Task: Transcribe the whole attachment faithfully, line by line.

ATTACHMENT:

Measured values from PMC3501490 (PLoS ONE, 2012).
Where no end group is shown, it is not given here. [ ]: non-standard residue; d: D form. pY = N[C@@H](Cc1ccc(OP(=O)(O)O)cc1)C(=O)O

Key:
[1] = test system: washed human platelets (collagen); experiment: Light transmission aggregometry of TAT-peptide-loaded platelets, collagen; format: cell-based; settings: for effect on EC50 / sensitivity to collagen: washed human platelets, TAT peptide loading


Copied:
Measured values from PMC3501490 (PLoS ONE, 2012).
Where no end group is shown, it is not given here. [ ]: non-standard residue; d: D form. pY = N[C@@H](Cc1ccc(OP(=O)(O)O)cc1)C(=O)O

Key:
[1] = test system: washed human platelets (collagen); experiment: Light transmission aggregometry of TAT-peptide-loaded platelets, collagen; format: cell-based; settings: for effect on EC50 / sensitivity to collagen: washed human platelets, TAT peptide loading